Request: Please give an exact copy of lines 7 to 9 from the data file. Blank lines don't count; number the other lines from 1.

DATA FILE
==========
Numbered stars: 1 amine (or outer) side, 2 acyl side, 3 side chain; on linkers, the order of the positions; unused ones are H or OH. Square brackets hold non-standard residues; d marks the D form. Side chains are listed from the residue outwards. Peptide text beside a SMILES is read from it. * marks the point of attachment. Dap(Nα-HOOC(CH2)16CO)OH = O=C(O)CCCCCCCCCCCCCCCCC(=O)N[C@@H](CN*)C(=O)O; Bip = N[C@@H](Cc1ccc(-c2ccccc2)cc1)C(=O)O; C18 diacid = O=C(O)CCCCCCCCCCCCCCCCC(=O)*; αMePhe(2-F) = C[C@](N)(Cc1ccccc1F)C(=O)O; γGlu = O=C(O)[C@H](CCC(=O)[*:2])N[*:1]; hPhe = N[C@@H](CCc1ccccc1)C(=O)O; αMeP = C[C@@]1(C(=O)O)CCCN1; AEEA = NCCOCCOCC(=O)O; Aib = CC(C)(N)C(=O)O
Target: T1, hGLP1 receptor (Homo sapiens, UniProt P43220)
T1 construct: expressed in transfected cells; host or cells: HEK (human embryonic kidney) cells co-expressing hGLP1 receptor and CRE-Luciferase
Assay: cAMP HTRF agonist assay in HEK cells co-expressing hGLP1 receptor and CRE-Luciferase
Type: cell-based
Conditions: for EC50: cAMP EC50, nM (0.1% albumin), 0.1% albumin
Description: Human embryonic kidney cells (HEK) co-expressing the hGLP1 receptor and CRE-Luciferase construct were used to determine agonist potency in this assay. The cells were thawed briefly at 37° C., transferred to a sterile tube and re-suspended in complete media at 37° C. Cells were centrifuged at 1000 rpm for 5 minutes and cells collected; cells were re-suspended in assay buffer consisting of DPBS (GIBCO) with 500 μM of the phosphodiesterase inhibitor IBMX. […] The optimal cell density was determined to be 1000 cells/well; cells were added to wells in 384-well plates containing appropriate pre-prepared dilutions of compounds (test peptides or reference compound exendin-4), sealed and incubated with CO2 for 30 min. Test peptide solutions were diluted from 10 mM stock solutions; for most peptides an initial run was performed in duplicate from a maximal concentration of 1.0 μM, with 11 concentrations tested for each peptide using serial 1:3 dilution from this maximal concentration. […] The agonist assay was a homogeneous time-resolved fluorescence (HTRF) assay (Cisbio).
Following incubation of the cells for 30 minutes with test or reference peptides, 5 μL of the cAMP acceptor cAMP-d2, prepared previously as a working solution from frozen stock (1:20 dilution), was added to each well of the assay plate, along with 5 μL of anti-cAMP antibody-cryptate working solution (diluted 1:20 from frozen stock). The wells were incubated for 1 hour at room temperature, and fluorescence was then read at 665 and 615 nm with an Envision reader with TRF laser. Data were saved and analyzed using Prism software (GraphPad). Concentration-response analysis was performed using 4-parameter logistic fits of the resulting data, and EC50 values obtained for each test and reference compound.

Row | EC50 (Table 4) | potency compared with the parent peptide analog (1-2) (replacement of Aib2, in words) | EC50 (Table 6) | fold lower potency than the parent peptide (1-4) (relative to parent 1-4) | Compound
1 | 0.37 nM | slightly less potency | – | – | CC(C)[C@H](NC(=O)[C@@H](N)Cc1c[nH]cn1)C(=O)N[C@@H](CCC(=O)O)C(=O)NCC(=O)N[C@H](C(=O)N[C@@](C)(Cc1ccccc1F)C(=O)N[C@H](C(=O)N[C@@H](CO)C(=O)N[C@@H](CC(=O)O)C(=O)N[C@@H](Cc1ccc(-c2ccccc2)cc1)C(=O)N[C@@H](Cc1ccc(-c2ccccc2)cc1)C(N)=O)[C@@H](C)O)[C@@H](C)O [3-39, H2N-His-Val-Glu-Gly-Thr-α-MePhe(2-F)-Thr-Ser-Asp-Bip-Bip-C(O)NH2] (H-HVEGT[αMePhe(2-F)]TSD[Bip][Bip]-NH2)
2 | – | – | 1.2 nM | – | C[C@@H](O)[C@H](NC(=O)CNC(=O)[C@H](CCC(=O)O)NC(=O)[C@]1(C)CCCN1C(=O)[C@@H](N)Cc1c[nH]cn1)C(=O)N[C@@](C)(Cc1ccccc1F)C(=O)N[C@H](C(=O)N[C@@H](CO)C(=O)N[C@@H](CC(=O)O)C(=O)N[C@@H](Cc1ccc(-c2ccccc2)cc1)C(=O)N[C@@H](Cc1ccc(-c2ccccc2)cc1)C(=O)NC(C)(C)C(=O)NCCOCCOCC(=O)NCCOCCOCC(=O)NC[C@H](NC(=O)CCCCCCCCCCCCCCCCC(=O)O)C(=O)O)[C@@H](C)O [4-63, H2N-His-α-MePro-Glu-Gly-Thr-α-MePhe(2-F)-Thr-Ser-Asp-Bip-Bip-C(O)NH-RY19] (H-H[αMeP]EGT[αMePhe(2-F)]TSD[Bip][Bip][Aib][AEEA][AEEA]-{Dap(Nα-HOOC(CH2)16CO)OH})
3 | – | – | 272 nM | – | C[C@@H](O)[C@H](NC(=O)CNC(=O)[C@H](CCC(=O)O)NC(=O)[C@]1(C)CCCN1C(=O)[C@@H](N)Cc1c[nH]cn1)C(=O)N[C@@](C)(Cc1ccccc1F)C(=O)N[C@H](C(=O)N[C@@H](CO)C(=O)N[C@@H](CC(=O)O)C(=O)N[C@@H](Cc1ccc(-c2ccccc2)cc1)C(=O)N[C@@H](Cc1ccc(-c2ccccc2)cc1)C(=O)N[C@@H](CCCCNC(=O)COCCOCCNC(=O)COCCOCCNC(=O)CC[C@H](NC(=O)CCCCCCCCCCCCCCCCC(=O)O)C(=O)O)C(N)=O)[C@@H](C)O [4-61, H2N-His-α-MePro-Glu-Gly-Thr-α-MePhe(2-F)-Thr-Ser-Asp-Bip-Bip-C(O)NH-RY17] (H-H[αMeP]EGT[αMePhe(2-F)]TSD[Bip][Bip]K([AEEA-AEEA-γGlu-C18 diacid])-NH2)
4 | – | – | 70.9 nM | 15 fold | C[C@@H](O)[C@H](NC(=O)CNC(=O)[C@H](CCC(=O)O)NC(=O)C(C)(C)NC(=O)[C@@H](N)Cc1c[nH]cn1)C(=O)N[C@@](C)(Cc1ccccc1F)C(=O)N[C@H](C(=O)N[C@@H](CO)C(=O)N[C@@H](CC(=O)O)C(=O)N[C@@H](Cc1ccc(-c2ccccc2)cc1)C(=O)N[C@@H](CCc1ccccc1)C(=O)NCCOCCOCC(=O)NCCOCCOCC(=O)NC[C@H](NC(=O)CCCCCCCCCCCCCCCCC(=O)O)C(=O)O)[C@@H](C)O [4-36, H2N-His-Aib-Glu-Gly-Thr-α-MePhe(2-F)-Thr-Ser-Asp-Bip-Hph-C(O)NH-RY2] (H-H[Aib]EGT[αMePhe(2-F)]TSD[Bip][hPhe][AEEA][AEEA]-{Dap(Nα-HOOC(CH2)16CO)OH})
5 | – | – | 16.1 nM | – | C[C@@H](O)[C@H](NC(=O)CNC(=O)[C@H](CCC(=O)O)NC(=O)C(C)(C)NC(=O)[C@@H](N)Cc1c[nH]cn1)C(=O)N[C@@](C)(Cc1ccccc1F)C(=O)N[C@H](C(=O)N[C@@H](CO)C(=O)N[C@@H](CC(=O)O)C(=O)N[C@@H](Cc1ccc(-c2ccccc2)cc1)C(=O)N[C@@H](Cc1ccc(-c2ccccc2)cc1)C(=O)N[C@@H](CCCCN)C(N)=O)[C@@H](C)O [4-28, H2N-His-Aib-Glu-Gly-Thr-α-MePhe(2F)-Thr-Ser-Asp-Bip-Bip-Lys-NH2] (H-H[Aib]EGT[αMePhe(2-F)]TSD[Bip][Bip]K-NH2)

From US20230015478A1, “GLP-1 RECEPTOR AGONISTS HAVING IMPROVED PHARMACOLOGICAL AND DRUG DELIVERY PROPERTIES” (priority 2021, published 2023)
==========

Description: Human embryonic kidney cells (HEK) co-expressing the hGLP1 receptor and CRE-Luciferase construct were used to determine agonist potency in this assay. The cells were thawed briefly at 37° C., transferred to a sterile tube and re-suspended in complete media at 37° C. Cells were centrifuged at 1000 rpm for 5 minutes and cells collected; cells were re-suspended in assay buffer consisting of DPBS (GIBCO) with 500 μM of the phosphodiesterase inhibitor IBMX. […] The optimal cell density was determined to be 1000 cells/well; cells were added to wells in 384-well plates containing appropriate pre-prepared dilutions of compounds (test peptides or reference compound exendin-4), sealed and incubated with CO2 for 30 min. Test peptide solutions were diluted from 10 mM stock solutions; for most peptides an initial run was performed in duplicate from a maximal concentration of 1.0 μM, with 11 concentrations tested for each peptide using serial 1:3 dilution from this maximal concentration. […] The agonist assay was a homogeneous time-resolved fluorescence (HTRF) assay (Cisbio).
Following incubation of the cells for 30 minutes with test or reference peptides, 5 μL of the cAMP acceptor cAMP-d2, prepared previously as a working solution from frozen stock (1:20 dilution), was added to each well of the assay plate, along with 5 μL of anti-cAMP antibody-cryptate working solution (diluted 1:20 from frozen stock). The wells were incubated for 1 hour at room temperature, and fluorescence was then read at 665 and 615 nm with an Envision reader with TRF laser. Data were saved and analyzed using Prism software (GraphPad). Concentration-response analysis was performed using 4-parameter logistic fits of the resulting data, and EC50 values obtained for each test and reference compound.

Row | EC50 (Table 4) | potency compared with the parent peptide analog (1-2) (replacement of Aib2, in words) | EC50 (Table 6) | fold lower potency than the parent peptide (1-4) (relative to parent 1-4) | Compound